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New Research at Mayo Clinic Describes Molecular Steps Leading to Pancreatic Cancer

We know that pancreatic cancer is so dangerous because symptoms do not usually occur until advanced stages. But what if we knew the steps that lead to the formation of precancerous lesions at the molecular level? Maybe cancer could be identified earlier. Better yet, maybe the development of the lesions could be stopped.

New research at the Mayo Clinic funded by the National Institutes of Health has led to a detailed outline of the steps that lead acinar cells in the pancreas to become precancerous lesions. Certain proteins in acinar cells can attract inflammatory immune cells which in turn cause the acinar cells to morph and form lesions. The research team even suggests it’s possible to explore preventive strategies based on their findings. The study was published by the journal Cancer Discovery.

A Cellvizio Optical Biopsy procedure shows cells at the microscopic level, in real time.
A Cellvizio procedure shows cells at the microscopic level, in real time.

“Pancreatic cancer develops from these lesions, so if we understand how these lesions come about, we may be able to stop the cancer train altogether,” said lead investigator Dr. Peter Storz.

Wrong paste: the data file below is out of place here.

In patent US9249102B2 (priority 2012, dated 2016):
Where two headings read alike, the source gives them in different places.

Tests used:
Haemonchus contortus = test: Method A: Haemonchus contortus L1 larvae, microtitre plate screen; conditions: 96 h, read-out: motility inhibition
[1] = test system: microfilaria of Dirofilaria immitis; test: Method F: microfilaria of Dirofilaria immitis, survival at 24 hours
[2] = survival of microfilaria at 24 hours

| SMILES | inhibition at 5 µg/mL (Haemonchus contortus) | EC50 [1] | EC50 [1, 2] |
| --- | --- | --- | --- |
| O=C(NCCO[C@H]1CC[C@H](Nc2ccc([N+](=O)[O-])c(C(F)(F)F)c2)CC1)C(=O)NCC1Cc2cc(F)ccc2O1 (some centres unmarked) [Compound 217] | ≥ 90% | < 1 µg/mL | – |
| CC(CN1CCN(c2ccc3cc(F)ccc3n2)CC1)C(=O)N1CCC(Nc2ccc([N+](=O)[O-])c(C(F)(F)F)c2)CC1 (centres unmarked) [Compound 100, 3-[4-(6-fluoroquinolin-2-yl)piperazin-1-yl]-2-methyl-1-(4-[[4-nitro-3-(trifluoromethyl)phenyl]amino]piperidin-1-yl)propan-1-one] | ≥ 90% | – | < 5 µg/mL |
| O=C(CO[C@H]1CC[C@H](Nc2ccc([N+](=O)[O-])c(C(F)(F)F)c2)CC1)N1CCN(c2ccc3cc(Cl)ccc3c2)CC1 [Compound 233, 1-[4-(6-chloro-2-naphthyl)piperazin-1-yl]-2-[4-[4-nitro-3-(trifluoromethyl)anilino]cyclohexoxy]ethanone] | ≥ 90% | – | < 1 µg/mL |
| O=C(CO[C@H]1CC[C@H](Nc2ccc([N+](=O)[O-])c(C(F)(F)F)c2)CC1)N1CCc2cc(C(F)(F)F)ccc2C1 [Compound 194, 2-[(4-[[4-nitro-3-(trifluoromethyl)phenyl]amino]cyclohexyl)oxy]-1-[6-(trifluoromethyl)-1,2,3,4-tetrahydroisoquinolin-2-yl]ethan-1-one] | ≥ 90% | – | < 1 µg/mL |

Dr. Storz and his team were able to halt the formation of precancerous lesions in mice in two different ways – either by depleting the inflammatory immune cells or using an antibody to block their attraction to the pancreas in the first place.
It all comes down to improving our understanding of the microenvironment these cells live within, and Targeted Biopsy with Cellvizio is already helping doctors examine tissue at the microscopic level during an endoscopic procedure. By enabling the visualization of a cyst wall at the cellular level, physicians can potentially see cancer faster with our advanced imaging technology, and studies like this help to confirm what we should be looking for.
We will continue to provide updates on exciting new research that has the potential to help us improve our understanding of how pancreatic cancer develops.